How to Cut Food Waste and Maintain Food Safety ( FDA )

Food safety is a major concern. The Centers for Disease Control and Prevention (CDC) estimates that there are about 48 million cases of foodborne illness annually – the equivalent of sickening 1 in 6 Americans each year. And each year these illnesses result in an estimated 128,000 hospitalizations and 3,000 deaths.

Food waste is also a major concern. Wasted food is a huge challenge to our natural resources, our environment, and our pocketbooks:

Our resources? Each year getting food to U.S. tables requires:

• 80 percent of our freshwater,

• 10 percent of our available energy, and,

• Half of our land.

The environment? Organic waste, mostly food, is the second biggest component of landfills, and landfills are the third largest source of methane emissions. Methane is a major factor in global warming because it is so effective at absorbing the sun’s heat, which warms the atmosphere. And, finally, our pocketbooks: Between 30 and 40 percent of food in the United States goes uneaten – as much as 20 pounds of food per person per month. That means Americans are throwing out the equivalent of $165 billion in food each year.

How Food Waste and Food Safety Are Connected

The major sources of food waste in the United States are the food industry and consumers. Within the food industry, waste occurs at every step — on the farm and with packers, processors, distributors, and retailers. Some of it is the result of economic forces, some of management problems, and some is caused simply by dumping products that are less than perfect in appearance. But food waste by consumers may often result from fears about food safety caused by misunderstanding of what food product dating actually means, along with uncertainty about storage of perishable foods.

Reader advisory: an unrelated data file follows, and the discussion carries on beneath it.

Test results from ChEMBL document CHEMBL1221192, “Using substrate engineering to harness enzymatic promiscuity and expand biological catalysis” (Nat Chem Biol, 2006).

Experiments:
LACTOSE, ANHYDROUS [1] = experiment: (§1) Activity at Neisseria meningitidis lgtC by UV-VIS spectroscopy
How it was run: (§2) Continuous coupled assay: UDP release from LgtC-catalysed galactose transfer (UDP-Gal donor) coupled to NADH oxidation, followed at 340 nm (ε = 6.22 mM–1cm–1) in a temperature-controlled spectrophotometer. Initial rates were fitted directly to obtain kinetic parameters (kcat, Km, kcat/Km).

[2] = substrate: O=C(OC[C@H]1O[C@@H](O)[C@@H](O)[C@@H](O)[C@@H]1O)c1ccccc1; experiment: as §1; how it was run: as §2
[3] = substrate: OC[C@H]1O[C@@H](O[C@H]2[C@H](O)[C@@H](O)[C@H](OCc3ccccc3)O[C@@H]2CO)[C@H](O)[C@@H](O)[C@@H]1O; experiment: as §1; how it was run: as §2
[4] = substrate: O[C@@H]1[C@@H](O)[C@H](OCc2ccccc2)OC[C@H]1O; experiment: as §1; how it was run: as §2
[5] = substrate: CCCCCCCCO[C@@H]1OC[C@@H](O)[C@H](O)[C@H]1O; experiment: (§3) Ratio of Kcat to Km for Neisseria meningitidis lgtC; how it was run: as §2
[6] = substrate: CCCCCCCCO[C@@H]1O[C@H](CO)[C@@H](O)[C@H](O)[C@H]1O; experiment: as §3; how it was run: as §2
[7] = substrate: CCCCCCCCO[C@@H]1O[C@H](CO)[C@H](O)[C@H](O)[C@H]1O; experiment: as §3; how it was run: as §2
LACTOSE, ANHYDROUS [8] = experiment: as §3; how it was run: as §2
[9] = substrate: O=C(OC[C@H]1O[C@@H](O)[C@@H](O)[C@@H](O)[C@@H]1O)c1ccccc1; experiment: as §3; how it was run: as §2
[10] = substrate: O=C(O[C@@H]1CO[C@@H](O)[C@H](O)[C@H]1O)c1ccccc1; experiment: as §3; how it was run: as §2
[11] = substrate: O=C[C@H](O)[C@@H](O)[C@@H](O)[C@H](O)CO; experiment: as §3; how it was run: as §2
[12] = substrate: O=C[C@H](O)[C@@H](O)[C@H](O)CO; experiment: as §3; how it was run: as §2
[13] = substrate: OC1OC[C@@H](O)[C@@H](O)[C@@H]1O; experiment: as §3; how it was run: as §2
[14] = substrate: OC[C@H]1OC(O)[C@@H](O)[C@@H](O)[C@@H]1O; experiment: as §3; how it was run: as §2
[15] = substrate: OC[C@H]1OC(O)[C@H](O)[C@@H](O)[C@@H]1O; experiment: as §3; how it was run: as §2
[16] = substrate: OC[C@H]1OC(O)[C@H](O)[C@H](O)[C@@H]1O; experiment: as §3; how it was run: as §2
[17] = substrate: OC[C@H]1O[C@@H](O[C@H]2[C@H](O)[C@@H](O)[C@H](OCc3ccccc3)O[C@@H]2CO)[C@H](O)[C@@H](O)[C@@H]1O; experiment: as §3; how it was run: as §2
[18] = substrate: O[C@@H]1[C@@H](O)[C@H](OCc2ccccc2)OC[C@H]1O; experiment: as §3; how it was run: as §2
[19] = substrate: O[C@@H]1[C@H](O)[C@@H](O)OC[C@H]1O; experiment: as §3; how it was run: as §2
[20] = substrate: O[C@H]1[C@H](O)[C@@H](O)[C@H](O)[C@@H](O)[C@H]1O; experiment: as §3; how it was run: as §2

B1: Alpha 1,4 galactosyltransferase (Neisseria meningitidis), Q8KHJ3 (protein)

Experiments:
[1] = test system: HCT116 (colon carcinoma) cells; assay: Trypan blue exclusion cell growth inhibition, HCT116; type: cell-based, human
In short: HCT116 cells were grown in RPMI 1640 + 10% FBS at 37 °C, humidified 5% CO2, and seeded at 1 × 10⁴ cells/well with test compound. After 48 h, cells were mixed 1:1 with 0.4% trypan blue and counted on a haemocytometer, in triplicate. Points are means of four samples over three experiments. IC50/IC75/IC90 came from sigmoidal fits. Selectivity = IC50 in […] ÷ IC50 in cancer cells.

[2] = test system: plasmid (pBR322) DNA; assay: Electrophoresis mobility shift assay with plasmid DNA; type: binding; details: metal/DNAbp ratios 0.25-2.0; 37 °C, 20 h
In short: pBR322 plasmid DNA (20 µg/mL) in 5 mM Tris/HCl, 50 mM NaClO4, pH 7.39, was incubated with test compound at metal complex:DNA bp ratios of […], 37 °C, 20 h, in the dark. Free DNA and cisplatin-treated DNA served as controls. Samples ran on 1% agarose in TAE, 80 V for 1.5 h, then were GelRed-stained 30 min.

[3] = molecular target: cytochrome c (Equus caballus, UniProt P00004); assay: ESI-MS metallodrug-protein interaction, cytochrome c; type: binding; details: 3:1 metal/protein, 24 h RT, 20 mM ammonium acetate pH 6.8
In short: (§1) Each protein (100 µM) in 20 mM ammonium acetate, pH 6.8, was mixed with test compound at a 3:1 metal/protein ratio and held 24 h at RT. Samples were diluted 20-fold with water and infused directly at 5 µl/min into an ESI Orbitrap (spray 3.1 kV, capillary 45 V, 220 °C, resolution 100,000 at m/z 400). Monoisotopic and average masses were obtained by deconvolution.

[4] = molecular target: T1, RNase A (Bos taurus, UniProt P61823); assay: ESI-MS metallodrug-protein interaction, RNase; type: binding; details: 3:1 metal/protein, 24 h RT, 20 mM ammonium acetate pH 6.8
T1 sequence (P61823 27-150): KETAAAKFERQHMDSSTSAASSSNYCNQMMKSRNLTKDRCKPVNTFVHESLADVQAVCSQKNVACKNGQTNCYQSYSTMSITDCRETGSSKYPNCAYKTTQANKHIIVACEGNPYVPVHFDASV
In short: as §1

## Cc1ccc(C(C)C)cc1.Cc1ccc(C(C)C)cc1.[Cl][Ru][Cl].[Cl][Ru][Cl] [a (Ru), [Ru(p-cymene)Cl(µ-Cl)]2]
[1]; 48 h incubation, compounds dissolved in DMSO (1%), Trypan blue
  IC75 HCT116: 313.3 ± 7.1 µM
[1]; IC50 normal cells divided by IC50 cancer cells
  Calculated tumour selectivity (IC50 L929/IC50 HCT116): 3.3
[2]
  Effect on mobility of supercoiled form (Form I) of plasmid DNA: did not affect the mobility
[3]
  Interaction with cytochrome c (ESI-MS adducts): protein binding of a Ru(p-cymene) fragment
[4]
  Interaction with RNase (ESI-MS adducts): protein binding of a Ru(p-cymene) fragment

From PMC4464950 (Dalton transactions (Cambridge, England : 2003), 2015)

What are Food Product Dates?

Many consumers misunderstand the purpose and meaning of the date labels that often appear on packaged foods. Confusion over date labeling accounts for an estimated 20 percent of consumer food waste. Except for infant formula, manufacturers are not required by Federal law or regulation to place quality-based date labels on packaged food. There are no uniform or universally accepted descriptions used on food labels for
open dating (calendar dates) in the United States. As a result, there are a wide variety of phrases used for product dating. FDA supports efforts by the food industry to make “Best if Used By” the standard phrase to indicate the date when a product will be at its best flavor and quality. Consumers should examine foods for signs of spoilage that are past their “Best if used by” date. If the products have changed noticeably in color, consistency or texture, consumers may want to avoid eating them. If you have questions or concerns about the quality, safety and labeling of the packaged foods you buy, you are encouraged to reach out to the company that produced the product. Many packaged foods provide the company’s contact information on the package. Manufacturers apply date labels at their own discretion and for a variety of reasons. The most common is to inform consumers and retailers of the date to which they can expect the food to retain its desired quality and flavor. Industry is moving toward more uniform practices for date labeling of packaged foods. But, for now, consumers may see different phrases used for product dating, such as Sell By, Best By, Expires on, etc.

Source:  https://www.fda.gov/media/101389/download

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